Since forming in 2009, Manchester’s Dead Sea Apes have been steadily releasing music individually at an impressive rate or with an array of collaborators including writer/artist Adam Stone, Nottingham based Electronic Artist Maurice’s Hotel Death and Godalming’s Black Tempest. Ostensively labelled as a Psych band, their experimental instrumental sound has touched on elements of Prog Rock, Drone, Jazz and even dalliances with Dub that’s seen them craft an ever shifting landscape for their musical portfolio.
This time around, they once again turn to outside help for their latest inspiration. Joining the band for Night Lands is Nik Rayne, multi-instrumentalist, artist and singer for Arizona’s The Myrrors.
Much like Dead Seas Apes, the band from Tucson ply their trade in a heavily prog based blend of Drone, Psychedelic Experimentalism topped off with a touch of Krautrock for good measure. Making what they describe as ‘Sonaran Trance Music’ this is a reference to the neighbouring Sonoran Desert, the hottest desert in Mexico and much like the desert dry influences on the noodling of Gary Arce, and other heavy weights of the stoner rock scene, here Nik brings his expansive song writing experience to augment the already considerable talents contained in Dead Sea Apes.
Recorded live and composed off the cuff as improvised pieces whilst Rayne was visiting the UK, the three epic length tracks (19.45/13.30/9.11 minutes respectively) show off an uncanny ability for the collective to blend and meld together in completer symbiosis. Night Lands sounds like a carefully considered and structured composition that moves through themes and motifs with relative ease and almost effortless fluidity.
First and longest track No Friends But The Mountains is a mesmerising work out that’s dominated by the wondering, beautiful guitar tones that offer a plaintive, but playful narrative that guides you, be it in the individual opening and closing picked notes whilst the rhythm section tones their input down or the more urgent rush where all combine to crank the tension and heaviness of the piece.
Not only is the running time impressive, but so too is the depth of the music. This is a seriously layered and complex composition, the synths help the pulsing rhythm rise, fall and swirl like some majestic, sweeping aerial camera shot over a titular mountain range.
The ebb and flow of the music and the back and forth interplay between the musicians makes this all the more impressive that it was off the cuff; the chemistry for members to back off and allow each individual to shine does them huge amounts of credit. There are moments of subtle quiet that make you realise the dominant sound is Jack Toker’s dexterous bass or the delicately teased cymbals of Chris Hardman before the music swells and it bursts with the full chorus of all involved in a heady rush.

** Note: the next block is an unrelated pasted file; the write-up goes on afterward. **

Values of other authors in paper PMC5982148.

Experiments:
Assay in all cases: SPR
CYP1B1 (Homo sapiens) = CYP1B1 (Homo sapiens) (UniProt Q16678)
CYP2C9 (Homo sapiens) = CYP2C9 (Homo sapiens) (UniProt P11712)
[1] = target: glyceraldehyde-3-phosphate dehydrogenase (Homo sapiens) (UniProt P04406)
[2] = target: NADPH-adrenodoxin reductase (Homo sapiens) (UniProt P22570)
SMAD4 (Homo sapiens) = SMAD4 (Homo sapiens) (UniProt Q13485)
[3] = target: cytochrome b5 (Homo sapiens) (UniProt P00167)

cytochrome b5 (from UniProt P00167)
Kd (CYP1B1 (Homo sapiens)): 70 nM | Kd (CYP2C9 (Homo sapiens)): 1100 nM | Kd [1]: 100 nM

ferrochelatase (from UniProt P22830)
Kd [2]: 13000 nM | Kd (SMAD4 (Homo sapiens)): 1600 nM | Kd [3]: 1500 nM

The title track is a dark affair thematically following the first. Creeping and cautious sounds building and ringing in an almost exploratory fashion. More downbeat and stilted in its style, Night Lands doesn’t flow in a manner than sets you at ease. There is a slight menace to the pulse and the tones, previously inviting and comforting, feel more discordant as they once again build in structure.
the synths help the pulsing rhythm rise, fall and swirl like some majestic, sweeping aerial camera shot over a titular mountain range…
Dead Sea Apes over the course of their evolution have grown to make albums (and make no mistake, despite the sparsity of tracks this is very much an album) that uses the last as a springboard to catapult them off to new areas of exploration which has a similarity with Sons of Alpha Centuari’s project with Gary Arce’s Yawning Sons, albeit a more brooding affair. This is fitting for a band who are named after a fable of Dead Sea dwellers who supposedly turned a deaf ear to God and were turned to stone. This has now become a metaphor for describing someone who has come to possess a weariness about them and elements of the music seem to mirror this mind set.
Night Lands build from the graceful beauty of the first track to the harder edged final track A Slow Heart Beats Hard which buzzes with an abrasive space rock that seems more direct and intensely focused than before.
The word that kept coming back to me over and over again while listening to this album was ‘cinematic’. Very much three acts in terms of structure, each song then moves through several phases, recycling previously used refrains and musical ideas, but subtly playing off them and evolving until, with a fatigued lack of grace, the album almost comes to a sudden stop, rather than the delicate considered build and release that has gone before.
Night Lands washes over you in a manner that can be all encompassing or it can simply just pass you by, but in some respects this could be a criticism of the genre, not the band. This type of music is a mood amplifier rather than a club filler and you either get it or you don’t and as such there are going to be people who are equally thrilled by this album or they are going to dismiss it out of hand.
So cards on the table time… this is a fantastic album, if you like that sort of thing.
Personally I do, and this is the kind of album I could put on over headphones, sit in a darkened room and while away the hours lost in it thoroughly. It’s well constructed, extremely well executed and tells a story over the course of its 40 plus minutes.
If you don’t find Experimental, Psychedelic, Drone flavoured Instrumental Rock your jam, this is unlikely to transcend the genre and give you a road to Damascus moment and that’s okay. Fans of Dead Sea Apes will be very happy and if you like to dabble your toes in the water of this particular pool this should definitely be on your playlist this year.